It sneaked under a lot of people's radar, but the Library of Congress (LC) has lost $47 million in promised federal funds for digital preservation efforts, and it's unclear how many projects and programs will be affected. After the February 15 passage of P.L. 110-5, $47 million "of the unobligated balances available for the National Digital Information Infrastructure and Preservation Program" (NDIIPP) was rescinded. "The Library of Congress is in the early stages of evaluating the impact of this rescission, and no decisions have been made on the future of the program, which continues to operate," LC spokesman Matt Raymond told LJ. "We are hopeful that funds may be restored in fiscal year 2008.
"The issue for us, and what we're working on, is getting that money put in for '08," said Emily Sheketoff, executive director of the American Library Association's Washington Office. She said she'd learned that LC had decided not to fight the decision, since it would've been a losing effort. The practical impact is yet unclear, but NDIIPP derives from a law passed in December 2000 that appropriated $100 million to LC. "Increasingly, digital content embodies much of the nation's intellectual, social, and cultural history," LC said in its announcement of the program, noting that it "will seek to provide a national focus on important policy, standards and technical components necessary to preserve digital content."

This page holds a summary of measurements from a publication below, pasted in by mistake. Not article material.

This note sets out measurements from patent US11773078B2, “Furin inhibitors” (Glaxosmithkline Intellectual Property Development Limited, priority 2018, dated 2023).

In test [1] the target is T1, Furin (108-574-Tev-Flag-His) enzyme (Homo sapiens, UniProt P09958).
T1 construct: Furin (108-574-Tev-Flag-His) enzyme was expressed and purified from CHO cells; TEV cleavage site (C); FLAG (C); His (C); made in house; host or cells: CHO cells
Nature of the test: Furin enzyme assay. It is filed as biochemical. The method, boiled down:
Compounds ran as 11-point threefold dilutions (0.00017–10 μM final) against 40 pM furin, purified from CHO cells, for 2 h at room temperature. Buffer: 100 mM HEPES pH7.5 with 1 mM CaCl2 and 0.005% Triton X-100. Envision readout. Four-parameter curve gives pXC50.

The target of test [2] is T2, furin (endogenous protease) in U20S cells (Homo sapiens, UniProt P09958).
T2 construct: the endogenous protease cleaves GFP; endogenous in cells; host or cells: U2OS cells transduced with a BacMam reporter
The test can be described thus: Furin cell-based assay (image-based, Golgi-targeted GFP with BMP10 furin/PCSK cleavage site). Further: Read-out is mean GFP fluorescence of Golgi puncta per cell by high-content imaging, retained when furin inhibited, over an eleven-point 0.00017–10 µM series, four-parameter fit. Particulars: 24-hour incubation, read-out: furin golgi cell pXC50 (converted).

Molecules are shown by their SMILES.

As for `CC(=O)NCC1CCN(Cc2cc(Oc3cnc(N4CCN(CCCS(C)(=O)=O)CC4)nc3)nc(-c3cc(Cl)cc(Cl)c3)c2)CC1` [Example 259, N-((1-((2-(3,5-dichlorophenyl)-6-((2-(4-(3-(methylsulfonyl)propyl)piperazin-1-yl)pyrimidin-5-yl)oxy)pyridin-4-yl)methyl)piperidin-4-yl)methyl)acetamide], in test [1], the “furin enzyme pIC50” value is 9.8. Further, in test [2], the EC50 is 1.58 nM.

Of the initial funding, according to LC's summary, "Congress specified that $5 million of the appropriation may be spent during the initial phase for planning as well as the acquisition and preservation of digital information that may otherwise vanish." Also, the legislation authorized "as much as $75 million of federal funding to be made available as this amount is matched by nonfederal donations, including in-kind contributions." It's yet unconfirmed that the $47 million came from this total. Librarian and blogger Karen Schneider, who wrote with dismay about the cuts last month, commented that she had been to an NDIIPP partners meeting and was impressed by the "many successful projects designed to protect our digital brain trust for many generations ahead."
Thursday, March 22, 2007
Found this via LISnews -- LJ reports: